Sharing AWS SNS Topics Across Stages


Recently at FloSports we made a significant architectural change regarding how we deal with SNS Topics. We had certain instances when we would need to deploy to a backup stack, we will call this env02, so we could point our API to that stack while deploying the primary stack, which we will call env01. This strategy helps to minimize downtime, but presents a challenge with resources such as SNS topics. This is because we have a unique SNS topic set up in each stack for lambdas in that environment to respond to. However, the front end app only sends SNS messages to env01 topic names. This means any messages sent while the API was pointed to env02 would not get processed. To solve this issue, we wanted to share the SNS topics across stages.

This solution of sharing topics across stages required the following items to work properly:

  • Managing our topics directly rather than the Serverless framework
  • Adding a DeletionPolicy to our topics
  • Knowing if a topic already exists or not
  • Working with a “runtime stage”
  • Refinement of our “Stack-swap” process

The first step in this process was adding our SNS topics to the resources section of our serverless config. By creating the resources ourselves, rather than having Serverless automatically generate them, we are able to manage them exactly how we need. This is important because we needed to add a DeletionPolicy to each topic and set it to Retain. By adding the DeletionPolicy, the topic resource will remain in AWS, even when the containing stack is deleted. This is great because it allows us to point lambdas to an existing topic, so when we deploy to env02, we can point those functions to the already existing topic rather than deleting and recreating it! We quickly ran into an issue here, how do we know whether or not the topic already exists? The Serverless config doesn’t allow for logic to check if a given resource exists, and if you have an item in the resources section of your configuration file that already exists in AWS, a ResourceAlreadyExistsException will be thrown.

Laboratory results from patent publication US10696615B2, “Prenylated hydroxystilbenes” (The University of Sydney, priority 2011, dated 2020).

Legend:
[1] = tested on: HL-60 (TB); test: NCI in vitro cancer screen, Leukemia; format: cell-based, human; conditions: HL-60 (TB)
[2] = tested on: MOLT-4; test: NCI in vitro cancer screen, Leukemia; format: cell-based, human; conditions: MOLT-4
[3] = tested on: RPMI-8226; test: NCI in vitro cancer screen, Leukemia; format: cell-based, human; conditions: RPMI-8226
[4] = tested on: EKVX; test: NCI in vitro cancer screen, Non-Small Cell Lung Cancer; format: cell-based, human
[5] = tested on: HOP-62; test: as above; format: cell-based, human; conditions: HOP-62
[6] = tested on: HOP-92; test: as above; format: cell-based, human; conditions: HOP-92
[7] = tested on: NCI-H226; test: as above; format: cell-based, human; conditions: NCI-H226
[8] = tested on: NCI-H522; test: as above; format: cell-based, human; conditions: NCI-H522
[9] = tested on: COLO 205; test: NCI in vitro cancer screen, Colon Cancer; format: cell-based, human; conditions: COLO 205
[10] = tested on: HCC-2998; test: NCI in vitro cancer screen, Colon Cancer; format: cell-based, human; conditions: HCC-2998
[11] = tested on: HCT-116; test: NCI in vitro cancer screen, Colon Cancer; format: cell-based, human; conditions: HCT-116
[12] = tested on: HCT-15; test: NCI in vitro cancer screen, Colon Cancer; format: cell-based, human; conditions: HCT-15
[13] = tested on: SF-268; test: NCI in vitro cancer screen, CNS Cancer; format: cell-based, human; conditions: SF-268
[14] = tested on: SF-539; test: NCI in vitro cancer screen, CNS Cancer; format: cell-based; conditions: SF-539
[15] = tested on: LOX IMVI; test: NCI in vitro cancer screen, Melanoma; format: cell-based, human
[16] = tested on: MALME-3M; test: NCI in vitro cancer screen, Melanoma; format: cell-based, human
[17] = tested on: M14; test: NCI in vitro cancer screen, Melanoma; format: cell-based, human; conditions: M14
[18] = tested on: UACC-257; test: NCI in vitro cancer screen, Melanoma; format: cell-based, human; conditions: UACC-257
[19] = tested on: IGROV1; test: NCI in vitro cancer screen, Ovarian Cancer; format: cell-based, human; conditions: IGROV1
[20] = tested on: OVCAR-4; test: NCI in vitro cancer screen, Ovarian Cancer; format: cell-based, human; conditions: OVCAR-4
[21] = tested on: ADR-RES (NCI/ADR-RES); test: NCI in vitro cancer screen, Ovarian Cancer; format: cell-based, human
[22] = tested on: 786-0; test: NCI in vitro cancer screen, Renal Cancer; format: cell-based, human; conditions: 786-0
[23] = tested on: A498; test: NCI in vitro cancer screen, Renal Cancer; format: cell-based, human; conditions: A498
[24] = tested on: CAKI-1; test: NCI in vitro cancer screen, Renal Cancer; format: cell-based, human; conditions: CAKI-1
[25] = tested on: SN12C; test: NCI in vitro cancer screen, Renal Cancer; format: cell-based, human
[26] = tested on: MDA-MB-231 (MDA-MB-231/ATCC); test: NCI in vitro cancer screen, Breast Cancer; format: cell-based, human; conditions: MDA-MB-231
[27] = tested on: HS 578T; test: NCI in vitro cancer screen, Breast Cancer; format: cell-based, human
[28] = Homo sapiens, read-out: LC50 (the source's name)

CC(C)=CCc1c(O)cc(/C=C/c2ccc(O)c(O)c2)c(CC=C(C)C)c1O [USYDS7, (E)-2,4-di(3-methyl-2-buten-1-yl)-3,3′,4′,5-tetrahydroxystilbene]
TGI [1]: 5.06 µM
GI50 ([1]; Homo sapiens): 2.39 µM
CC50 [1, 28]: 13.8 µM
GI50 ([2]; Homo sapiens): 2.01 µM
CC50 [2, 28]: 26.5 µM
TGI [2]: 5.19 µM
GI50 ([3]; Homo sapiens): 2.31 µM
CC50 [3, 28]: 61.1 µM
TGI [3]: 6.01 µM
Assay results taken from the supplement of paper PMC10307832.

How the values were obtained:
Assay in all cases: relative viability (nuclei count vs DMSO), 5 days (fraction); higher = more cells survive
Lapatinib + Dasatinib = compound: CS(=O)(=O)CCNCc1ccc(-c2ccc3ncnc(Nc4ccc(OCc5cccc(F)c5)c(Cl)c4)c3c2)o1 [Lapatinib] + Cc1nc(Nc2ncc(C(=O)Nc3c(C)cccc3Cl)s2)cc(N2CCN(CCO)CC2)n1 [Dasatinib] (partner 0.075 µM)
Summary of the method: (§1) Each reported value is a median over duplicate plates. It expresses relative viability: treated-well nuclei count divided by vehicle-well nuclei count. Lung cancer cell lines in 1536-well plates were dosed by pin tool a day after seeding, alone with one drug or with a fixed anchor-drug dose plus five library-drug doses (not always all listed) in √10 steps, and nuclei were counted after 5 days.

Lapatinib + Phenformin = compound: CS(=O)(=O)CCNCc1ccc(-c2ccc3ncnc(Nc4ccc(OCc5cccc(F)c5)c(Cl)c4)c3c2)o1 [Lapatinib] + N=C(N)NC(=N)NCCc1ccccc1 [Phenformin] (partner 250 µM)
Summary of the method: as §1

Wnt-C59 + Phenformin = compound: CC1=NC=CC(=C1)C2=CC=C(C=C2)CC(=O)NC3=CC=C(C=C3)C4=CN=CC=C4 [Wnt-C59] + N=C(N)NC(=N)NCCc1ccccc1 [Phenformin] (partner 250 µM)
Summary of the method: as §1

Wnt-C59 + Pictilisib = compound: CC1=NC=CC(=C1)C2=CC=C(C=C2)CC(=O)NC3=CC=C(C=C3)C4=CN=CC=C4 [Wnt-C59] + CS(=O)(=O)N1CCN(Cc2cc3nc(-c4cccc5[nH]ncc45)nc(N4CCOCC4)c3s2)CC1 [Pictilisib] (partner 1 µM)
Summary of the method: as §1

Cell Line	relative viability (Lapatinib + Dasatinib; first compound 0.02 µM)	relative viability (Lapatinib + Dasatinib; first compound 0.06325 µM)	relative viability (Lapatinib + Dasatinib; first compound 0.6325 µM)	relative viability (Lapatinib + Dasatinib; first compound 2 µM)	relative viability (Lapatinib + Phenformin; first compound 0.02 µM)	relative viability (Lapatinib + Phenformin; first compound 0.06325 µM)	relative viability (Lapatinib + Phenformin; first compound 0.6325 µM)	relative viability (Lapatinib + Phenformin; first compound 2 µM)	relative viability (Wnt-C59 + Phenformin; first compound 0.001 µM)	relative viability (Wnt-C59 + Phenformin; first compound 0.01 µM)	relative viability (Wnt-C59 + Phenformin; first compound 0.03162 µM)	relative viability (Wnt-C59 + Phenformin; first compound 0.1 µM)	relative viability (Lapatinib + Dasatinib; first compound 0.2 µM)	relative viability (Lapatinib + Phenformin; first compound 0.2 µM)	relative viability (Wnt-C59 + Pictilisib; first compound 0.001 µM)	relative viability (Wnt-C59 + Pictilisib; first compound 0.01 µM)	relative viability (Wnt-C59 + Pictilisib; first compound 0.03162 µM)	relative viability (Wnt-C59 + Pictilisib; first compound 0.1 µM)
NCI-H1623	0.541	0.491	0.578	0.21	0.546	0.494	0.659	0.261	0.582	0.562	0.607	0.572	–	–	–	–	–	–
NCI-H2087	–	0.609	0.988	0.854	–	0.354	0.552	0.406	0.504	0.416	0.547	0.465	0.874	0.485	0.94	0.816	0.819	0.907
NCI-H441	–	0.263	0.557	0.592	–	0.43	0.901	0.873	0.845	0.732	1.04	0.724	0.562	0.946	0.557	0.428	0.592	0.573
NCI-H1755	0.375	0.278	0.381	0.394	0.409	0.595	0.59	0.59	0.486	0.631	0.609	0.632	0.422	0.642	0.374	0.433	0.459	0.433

To solve the ResourceAlreadyExistsException, I created a small plugin which gets a list of all of our SNS topic names, compares them to those in the CloudFormation template generated by Serverless, and removes any from the template which exist in the obtained list.

So, now we’re checking on the fly, immediately pre-deploy, whether or not a topic already exists in AWS. This required a change to how we were setting up our SNS lambda functions from:

taken from Serverless docs:

To the following style:

taken from Serverless docs:

The second option allows you to subscribe to an existing topic by providing the topic’s ARN. This presented two additional items we needed to solve. The first was anticipated, the second was not.

The first was item was implementing an environment variable we call a “runtime stage”. Since we could have two stacks per environment, env01 and env02, and all topics were being named using env01, the env02 lambdas need to know to respond to the env01 topic’s messages. So, instead of setting the topic name to ${stage_name}-topic-name where the stage name would be either env01 or env02, we set it to be ${runtime_stage}-topic-name where runtime stage would be env01 in both cases. For example, we have stag and stag02 environments. The runtime stage for both of these is stag, meaning the topic names match between the two environments and the frontend does not need to know which is currently active.

The unforeseen issue came from a bug within Serverless itself, issue 4637. SNS subscriptions and permissions do not (as of this writing) get automatically generated when you configure a lambda to respond to an existing SNS topic. Since this is a bug within Serverless, and will eventually be fixed, we decided to write two scripts to solve the problem for us rather than another plugin. These two scripts run through the CloudFormation template and check whether or not the needed subscription and permission exist within the template, and create them as needed.

The final piece was refining what we call our “Stack-swap” process. This allowed us to stand up a stack with lambdas disabled by default (so lambdas responding to SNS, SQS, and scheduled events would not fire twice) and choose which environment the api should point to, env01 or env02. You can read more about that process and how it limits the downtime of our API here.